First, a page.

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The question that I'm trying to solve is as follows:

In the circuit shown below, the switch has been closed for a long time. a) What is v(0) or the voltage across the capacitor immediately after the switch is opened? b) What is i(0) and i1(0)?

enter image description here

First, I calculated for the voltage before t = 0 using voltage division. I arrived at v(0-) = 4V. Since the capacitor voltage cannot change instantaneously, I assumed that 4V is the voltage at t=0.

Here's the tricky part. I'm asked to find the current at t = 0. By looking at the diagram, I am certain that the 1-ohm resistor is short-circuited, so I simply dismissed that and used Ohm's Law to find i1(0-) using v = 20 V and R = 4 ohms. In the property of short circuit, the i is equal to 0.

Are my solutions for i1 and i legal to begin with? I'm only confident with 4V as the voltage at t = 0.

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    \$\begingroup\$ Is the question asking for currents at \$0^-\$ or \$0^+\$ (i.e. before or after switch opening) ? Also, what do you mean by 1 ohm resistor is short circuited ? after \$t=0\$, it is effectively removed from the circuit by the open switch. \$\endgroup\$ – AJN Jun 18 at 16:50
  • \$\begingroup\$ You need to take into account the voltage across the capacitor at t=0+ (you already found this) when calculating the instantaneous current flow in the 4 ohm resistor. \$\endgroup\$ – Phil Freedenberg Jun 18 at 17:01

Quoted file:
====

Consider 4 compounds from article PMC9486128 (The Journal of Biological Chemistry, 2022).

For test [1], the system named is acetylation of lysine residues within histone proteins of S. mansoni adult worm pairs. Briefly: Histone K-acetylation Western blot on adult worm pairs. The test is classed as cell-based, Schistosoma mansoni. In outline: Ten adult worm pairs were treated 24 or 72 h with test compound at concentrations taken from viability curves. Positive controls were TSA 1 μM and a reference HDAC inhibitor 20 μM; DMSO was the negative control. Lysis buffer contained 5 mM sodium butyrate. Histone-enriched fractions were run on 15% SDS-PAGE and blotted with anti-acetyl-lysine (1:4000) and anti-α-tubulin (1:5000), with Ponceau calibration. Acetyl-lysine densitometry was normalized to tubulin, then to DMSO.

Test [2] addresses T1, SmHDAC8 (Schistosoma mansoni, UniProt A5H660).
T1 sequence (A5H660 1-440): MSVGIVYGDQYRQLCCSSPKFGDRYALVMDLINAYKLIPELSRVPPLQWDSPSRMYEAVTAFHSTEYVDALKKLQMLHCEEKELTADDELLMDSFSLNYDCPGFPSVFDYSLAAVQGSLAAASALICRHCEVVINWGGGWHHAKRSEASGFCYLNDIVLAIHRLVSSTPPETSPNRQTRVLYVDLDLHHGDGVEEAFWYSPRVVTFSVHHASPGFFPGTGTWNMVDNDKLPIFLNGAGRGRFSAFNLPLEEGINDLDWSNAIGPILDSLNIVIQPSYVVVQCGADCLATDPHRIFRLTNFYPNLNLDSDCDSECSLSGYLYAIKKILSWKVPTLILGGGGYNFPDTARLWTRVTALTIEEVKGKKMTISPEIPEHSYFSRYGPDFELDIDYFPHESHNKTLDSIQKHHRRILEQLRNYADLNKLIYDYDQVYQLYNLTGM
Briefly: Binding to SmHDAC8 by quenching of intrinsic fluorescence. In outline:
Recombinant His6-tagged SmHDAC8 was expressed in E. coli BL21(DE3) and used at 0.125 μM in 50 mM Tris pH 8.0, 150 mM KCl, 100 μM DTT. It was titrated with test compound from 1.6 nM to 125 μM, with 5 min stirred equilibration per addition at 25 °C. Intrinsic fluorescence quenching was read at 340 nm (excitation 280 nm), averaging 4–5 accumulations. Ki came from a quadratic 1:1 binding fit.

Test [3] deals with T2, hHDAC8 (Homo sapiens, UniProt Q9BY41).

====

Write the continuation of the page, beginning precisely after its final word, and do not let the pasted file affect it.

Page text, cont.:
• \$\begingroup\$ @PhilFreedenberg, the diagram has two currents in question--i1 and i. Are they assumed to be equal? \$\endgroup\$ – romeoPH Jun 18 at 17:49
  • \$\begingroup\$ @romeoPH Immediately after the switch is opened, what can you say about i1 and 1? (This is not an assumption; use KCL) \$\endgroup\$ – Phil Freedenberg Jun 18 at 23:39
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Homework guidance:

Nobody shorts the 1 Ohm resistor, its end is opened so its current is stopped at t=0. Before t=0 there were 4A as your voltage division shows.

At t=0 the circuit changes. You have 4V in the capacitor, 20V in the source and a resistor between. The capacitor charges towards 20V starting from 4V. Find the formulas.

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  • \$\begingroup\$ "Before t=0 there were 4A as your voltage division shows." Do you mean 4 V? \$\endgroup\$ – romeoPH Jun 18 at 17:34
  • \$\begingroup\$ 4V means also 4A in the 1Ohm resistor when the resistor is still connected. \$\endgroup\$ – user287001 Jun 18 at 17:35
  • \$\begingroup\$ Is it safe to assume that i1 is equal to i in this case since the 4-ohm resistor and the capacitor are in series (and therefore, have the same current)? \$\endgroup\$ – romeoPH Jun 18 at 17:40
  • \$\begingroup\$ After the switch is opened i1=1, there's no other way left for the current. Being in series means the current is the same literally. \$\endgroup\$ – user287001 Jun 18 at 17:42
  • \$\begingroup\$ What do you mean by i1=1? That the current is the same? \$\endgroup\$ – romeoPH Jun 18 at 17:53

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